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Percolate's Go Interface Mocking Tool. Please read our introductory blog post.

Installation

go get github.com/percolate/charlatan

Usage

  charlatan [options] <interface> ...
  charlatan -h | --help

Options:

  -dir string
        input package directory [default: current package directory]
  -file value
        name of input file, may be repeated, ignored if -dir is present
  -output string
        output file path [default: ./charlatan.go]
  -package string
        output package name [default: "<current package>"]

If you would like the mock implementations to live in the same package as the interface definition then use the simplest invocation as a directive:

//go:generate charlatan Interface

or from the command line:

charlatan -file=path/to/file.go Interface

You can chose the output path using -output, which must include the name of the generated source file. Any intermediate directories in the path that don't exist will be created. The package used in the generated file's package directive can be set using -package.

Example

Given the following interface:

package example

//go:generate charlatan Service

type Service interface {
	Query(filter *QueryFilter) ([]*Thing, error)
	Fetch(id string) (*Thing, error)
}

Running go generate ... for the above package/file should produce the file charlatan.go:

package example

type QueryInvocation struct {
	Parameters struct {
		Filter *QueryFilter
	}
	Results struct {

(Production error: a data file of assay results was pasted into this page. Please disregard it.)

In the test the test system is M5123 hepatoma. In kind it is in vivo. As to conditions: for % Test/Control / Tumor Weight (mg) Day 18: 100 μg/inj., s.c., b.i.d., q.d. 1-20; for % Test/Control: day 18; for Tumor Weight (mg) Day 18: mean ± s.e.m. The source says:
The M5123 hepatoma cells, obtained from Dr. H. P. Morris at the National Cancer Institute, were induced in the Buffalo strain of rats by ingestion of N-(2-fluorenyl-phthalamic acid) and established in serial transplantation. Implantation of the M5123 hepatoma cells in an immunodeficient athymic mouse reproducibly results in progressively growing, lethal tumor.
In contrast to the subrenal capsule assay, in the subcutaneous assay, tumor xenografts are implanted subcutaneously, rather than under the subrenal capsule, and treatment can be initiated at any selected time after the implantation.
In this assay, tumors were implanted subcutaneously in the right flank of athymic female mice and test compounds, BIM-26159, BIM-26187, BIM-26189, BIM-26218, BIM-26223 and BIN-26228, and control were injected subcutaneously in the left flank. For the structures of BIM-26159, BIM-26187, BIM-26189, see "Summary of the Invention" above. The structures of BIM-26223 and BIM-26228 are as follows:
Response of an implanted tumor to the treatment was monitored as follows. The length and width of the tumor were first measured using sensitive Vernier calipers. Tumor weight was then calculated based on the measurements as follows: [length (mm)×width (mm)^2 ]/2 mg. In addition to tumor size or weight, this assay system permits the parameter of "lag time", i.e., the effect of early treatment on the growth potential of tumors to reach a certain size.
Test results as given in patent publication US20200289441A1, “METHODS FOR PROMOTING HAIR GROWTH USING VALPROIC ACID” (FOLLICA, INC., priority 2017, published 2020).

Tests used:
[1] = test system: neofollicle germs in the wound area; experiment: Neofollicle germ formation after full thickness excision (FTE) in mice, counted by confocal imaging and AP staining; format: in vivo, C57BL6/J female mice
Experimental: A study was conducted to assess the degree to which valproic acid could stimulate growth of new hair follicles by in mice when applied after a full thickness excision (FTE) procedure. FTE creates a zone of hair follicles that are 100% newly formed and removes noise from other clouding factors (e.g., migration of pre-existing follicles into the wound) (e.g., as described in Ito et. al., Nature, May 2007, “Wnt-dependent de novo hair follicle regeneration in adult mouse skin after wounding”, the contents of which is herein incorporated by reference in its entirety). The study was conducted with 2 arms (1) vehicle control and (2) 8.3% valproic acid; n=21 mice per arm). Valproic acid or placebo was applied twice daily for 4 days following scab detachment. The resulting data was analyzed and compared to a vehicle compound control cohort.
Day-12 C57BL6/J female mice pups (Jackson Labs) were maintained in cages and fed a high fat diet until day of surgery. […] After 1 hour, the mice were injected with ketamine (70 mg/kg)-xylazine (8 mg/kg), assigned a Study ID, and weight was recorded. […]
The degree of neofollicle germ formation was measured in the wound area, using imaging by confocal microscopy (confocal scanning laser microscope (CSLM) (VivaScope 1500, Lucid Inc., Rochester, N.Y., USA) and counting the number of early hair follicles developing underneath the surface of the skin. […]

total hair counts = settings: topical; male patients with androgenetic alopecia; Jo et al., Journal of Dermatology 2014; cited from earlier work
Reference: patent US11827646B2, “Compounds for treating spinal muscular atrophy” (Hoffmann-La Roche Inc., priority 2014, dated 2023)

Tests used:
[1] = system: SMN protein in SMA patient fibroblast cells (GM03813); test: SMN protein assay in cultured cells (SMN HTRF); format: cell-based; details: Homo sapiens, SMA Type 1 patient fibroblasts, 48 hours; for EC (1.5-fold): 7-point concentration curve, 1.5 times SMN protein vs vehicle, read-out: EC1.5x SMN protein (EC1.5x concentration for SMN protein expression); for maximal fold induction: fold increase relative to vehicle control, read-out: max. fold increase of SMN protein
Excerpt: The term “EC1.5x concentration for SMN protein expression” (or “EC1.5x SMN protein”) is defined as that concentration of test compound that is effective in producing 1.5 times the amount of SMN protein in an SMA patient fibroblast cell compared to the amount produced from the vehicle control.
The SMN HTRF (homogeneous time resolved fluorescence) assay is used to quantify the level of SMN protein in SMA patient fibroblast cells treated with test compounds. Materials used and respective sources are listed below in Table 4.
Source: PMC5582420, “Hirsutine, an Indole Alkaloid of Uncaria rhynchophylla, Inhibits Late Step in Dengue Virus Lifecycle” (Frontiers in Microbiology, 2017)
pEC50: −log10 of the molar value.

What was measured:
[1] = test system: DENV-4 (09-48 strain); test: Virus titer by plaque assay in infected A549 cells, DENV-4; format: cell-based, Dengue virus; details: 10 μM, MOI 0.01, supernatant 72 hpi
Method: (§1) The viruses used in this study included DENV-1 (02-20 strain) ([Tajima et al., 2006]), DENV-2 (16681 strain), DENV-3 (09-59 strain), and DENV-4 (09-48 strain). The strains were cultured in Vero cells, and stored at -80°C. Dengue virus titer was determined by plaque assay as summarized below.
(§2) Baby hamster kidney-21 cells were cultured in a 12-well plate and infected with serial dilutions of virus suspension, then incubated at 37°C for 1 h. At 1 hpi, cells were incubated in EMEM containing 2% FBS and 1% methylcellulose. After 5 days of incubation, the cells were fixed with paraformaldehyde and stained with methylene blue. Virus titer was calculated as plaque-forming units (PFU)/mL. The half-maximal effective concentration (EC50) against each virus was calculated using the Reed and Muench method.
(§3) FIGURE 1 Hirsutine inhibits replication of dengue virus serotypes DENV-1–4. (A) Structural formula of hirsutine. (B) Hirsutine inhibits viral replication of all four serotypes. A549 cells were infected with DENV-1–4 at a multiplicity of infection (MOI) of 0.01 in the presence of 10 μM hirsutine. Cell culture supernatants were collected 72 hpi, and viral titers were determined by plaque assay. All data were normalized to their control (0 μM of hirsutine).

Ident1 []*Thing
		Ident2 error
	}
}

type FetchInvocation struct {
	Parameters struct {
		Id string
	}
	Results struct {
		Ident3 *Thing
		Ident4 error
	}
}

type FakeService struct {
	QueryHook func(*QueryFilter) ([]*Thing, error)
	FetchHook func(string) (*Thing, error)

	QueryCalls []*QueryInvocation
	FetchCalls []*FetchInvocation
}

func (f *FakeService) Query(filter *QueryFilter) (id1 []*Thing, id2 error) {
	invocation := new(QueryInvocation)
	invocation.Parameters.Filter = filter

	id1, id2 := f.QueryHook(filter)

	invocation.Results.Ident1 = id1
	invocation.Results.Ident2 = id2

	return
}

// other generated code elided ...

Now you can use this in your tests by injecting the FakeService implementation instead of the actual one. A FakeService can be used anywhere a Service interface is expected.

func TestUsingService(t *testing.T) {
	// expectedThings := ...
	// expectedCriteria := ...
	svc := &example.FakeService{
		QueryHook: func(filter *QueryFilter) ([]*Thing, error) {
			if filter.Criteria != expectedCriteria {
				t.Errorf("expected criteria value: %v, have: %v", filter.Criteria, expectedCriteria)
				return nil, errors.New("unexpected criteria")
			}
			return expectedThings, nil
		},
	}

	// use the `svc` instance in the code under test ...

	// assert state of FakeService ...
	svc.AssertQueryCalledOnce(t)
}

Create anonymous function implementations for only those interface methods that should be called in the code under test. This will force a panic if any unexpected calls are made to the mock implementation.

The generated code has godoc formatted comments explaining the use of the mock and its methods.


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